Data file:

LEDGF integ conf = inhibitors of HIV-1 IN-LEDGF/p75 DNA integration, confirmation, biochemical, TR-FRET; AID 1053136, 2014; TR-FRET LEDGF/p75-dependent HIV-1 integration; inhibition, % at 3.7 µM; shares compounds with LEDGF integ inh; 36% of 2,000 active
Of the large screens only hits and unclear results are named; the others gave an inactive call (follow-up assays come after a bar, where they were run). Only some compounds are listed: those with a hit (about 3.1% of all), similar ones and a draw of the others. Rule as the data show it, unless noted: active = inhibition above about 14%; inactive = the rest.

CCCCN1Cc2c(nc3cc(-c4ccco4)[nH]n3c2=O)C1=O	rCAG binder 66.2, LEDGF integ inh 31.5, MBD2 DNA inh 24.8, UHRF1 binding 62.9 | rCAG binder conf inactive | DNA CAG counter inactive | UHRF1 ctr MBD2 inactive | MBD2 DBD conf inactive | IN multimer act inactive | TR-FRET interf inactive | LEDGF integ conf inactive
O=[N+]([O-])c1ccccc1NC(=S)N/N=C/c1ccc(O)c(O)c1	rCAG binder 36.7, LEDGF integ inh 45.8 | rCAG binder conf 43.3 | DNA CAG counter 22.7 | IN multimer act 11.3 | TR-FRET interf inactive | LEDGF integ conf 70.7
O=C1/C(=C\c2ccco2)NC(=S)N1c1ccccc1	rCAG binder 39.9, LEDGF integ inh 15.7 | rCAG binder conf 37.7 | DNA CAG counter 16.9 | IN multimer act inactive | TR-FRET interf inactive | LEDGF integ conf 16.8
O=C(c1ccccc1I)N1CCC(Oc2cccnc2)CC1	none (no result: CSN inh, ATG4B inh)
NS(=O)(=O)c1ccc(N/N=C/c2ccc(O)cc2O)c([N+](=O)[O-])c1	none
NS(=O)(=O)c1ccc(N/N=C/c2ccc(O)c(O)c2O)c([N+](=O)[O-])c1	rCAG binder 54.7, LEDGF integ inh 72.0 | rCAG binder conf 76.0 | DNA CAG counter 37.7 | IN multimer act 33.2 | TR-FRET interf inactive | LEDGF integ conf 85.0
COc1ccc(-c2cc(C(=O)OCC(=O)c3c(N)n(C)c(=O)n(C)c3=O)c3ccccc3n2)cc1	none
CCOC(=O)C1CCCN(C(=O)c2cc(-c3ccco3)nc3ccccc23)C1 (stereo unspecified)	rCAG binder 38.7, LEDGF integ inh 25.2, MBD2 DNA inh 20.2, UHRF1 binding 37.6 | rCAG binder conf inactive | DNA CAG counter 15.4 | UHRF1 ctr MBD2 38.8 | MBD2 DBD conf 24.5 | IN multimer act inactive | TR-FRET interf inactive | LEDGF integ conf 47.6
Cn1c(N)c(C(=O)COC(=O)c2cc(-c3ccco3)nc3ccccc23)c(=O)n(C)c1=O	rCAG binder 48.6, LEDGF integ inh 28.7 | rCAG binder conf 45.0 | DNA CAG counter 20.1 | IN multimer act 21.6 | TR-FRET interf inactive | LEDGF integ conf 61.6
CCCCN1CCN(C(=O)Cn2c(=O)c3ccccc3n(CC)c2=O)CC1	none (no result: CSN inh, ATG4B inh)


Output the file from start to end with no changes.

LEDGF integ conf = inhibitors of HIV-1 IN-LEDGF/p75 DNA integration, confirmation, biochemical, TR-FRET; AID 1053136, 2014; TR-FRET LEDGF/p75-dependent HIV-1 integration; inhibition, % at 3.7 µM; shares compounds with LEDGF integ inh; 36% of 2,000 active
Of the large screens only hits and unclear results are named; the others gave an inactive call (follow-up assays come after a bar, where they were run). Only some compounds are listed: those with a hit (about 3.1% of all), similar ones and a draw of the others. Rule as the data show it, unless noted: active = inhibition above about 14%; inactive = the rest.

CCCCN1Cc2c(nc3cc(-c4ccco4)[nH]n3c2=O)C1=O	rCAG binder 66.2, LEDGF integ inh 31.5, MBD2 DNA inh 24.8, UHRF1 binding 62.9 | rCAG binder conf inactive | DNA CAG counter inactive | UHRF1 ctr MBD2 inactive | MBD2 DBD conf inactive | IN multimer act inactive | TR-FRET interf inactive | LEDGF integ conf inactive
O=[N+]([O-])c1ccccc1NC(=S)N/N=C/c1ccc(O)c(O)c1	rCAG binder 36.7, LEDGF integ inh 45.8 | rCAG binder conf 43.3 | DNA CAG counter 22.7 | IN multimer act 11.3 | TR-FRET interf inactive | LEDGF integ conf 70.7
O=C1/C(=C\c2ccco2)NC(=S)N1c1ccccc1	rCAG binder 39.9, LEDGF integ inh 15.7 | rCAG binder conf 37.7 | DNA CAG counter 16.9 | IN multimer act inactive | TR-FRET interf inactive | LEDGF integ conf 16.8
O=C(c1ccccc1I)N1CCC(Oc2cccnc2)CC1	none (no result: CSN inh, ATG4B inh)
NS(=O)(=O)c1ccc(N/N=C/c2ccc(O)cc2O)c([N+](=O)[O-])c1	none
NS(=O)(=O)c1ccc(N/N=C/c2ccc(O)c(O)c2O)c([N+](=O)[O-])c1	rCAG binder 54.7, LEDGF integ inh 72.0 | rCAG binder conf 76.0 | DNA CAG counter 37.7 | IN multimer act 33.2 | TR-FRET interf inactive | LEDGF integ conf 85.0
COc1ccc(-c2cc(C(=O)OCC(=O)c3c(N)n(C)c(=O)n(C)c3=O)c3ccccc3n2)cc1	none
CCOC(=O)C1CCCN(C(=O)c2cc(-c3ccco3)nc3ccccc23)C1 (stereo unspecified)	rCAG binder 38.7, LEDGF integ inh 25.2, MBD2 DNA inh 20.2, UHRF1 binding 37.6 | rCAG binder conf inactive | DNA CAG counter 15.4 | UHRF1 ctr MBD2 38.8 | MBD2 DBD conf 24.5 | IN multimer act inactive | TR-FRET interf inactive | LEDGF integ conf 47.6
Cn1c(N)c(C(=O)COC(=O)c2cc(-c3ccco3)nc3ccccc23)c(=O)n(C)c1=O	rCAG binder 48.6, LEDGF integ inh 28.7 | rCAG binder conf 45.0 | DNA CAG counter 20.1 | IN multimer act 21.6 | TR-FRET interf inactive | LEDGF integ conf 61.6
CCCCN1CCN(C(=O)Cn2c(=O)c3ccccc3n(CC)c2=O)CC1	none (no result: CSN inh, ATG4B inh)